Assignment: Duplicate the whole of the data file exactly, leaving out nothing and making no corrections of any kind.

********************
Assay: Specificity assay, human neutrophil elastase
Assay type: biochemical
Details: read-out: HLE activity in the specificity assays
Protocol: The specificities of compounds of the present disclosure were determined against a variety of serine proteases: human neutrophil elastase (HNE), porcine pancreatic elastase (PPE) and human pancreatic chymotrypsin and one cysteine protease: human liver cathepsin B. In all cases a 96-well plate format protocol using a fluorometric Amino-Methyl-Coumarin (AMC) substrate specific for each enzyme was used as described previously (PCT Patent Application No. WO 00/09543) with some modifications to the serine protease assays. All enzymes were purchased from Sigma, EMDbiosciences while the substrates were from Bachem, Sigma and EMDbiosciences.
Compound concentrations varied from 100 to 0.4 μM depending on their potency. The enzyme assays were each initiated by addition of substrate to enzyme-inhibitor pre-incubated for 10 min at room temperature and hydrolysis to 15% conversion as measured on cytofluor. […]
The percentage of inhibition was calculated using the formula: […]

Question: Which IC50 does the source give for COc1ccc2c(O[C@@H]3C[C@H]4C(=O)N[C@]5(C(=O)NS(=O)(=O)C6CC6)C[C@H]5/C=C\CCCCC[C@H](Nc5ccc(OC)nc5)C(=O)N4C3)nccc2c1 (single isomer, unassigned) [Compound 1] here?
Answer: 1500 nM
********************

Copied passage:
Assay: Specificity assay, human neutrophil elastase
Assay type: biochemical
Details: read-out: HLE activity in the specificity assays
Protocol: The specificities of compounds of the present disclosure were determined against a variety of serine proteases: human neutrophil elastase (HNE), porcine pancreatic elastase (PPE) and human pancreatic chymotrypsin and one cysteine protease: human liver cathepsin B. In all cases a 96-well plate format protocol using a fluorometric Amino-Methyl-Coumarin (AMC) substrate specific for each enzyme was used as described previously (PCT Patent Application No. WO 00/09543) with some modifications to the serine protease assays. All enzymes were purchased from Sigma, EMDbiosciences while the substrates were from Bachem, Sigma and EMDbiosciences.
Compound concentrations varied from 100 to 0.4 μM depending on their potency. The enzyme assays were each initiated by addition of substrate to enzyme-inhibitor pre-incubated for 10 min at room temperature and hydrolysis to 15% conversion as measured on cytofluor. […]
The percentage of inhibition was calculated using the formula: […]

Question: Which IC50 does the source give for COc1ccc2c(O[C@@H]3C[C@H]4C(=O)N[C@]5(C(=O)NS(=O)(=O)C6CC6)C[C@H]5/C=C\CCCCC[C@H](Nc5ccc(OC)nc5)C(=O)N4C3)nccc2c1 (single isomer, unassigned) [Compound 1] here?
Answer: 1500 nM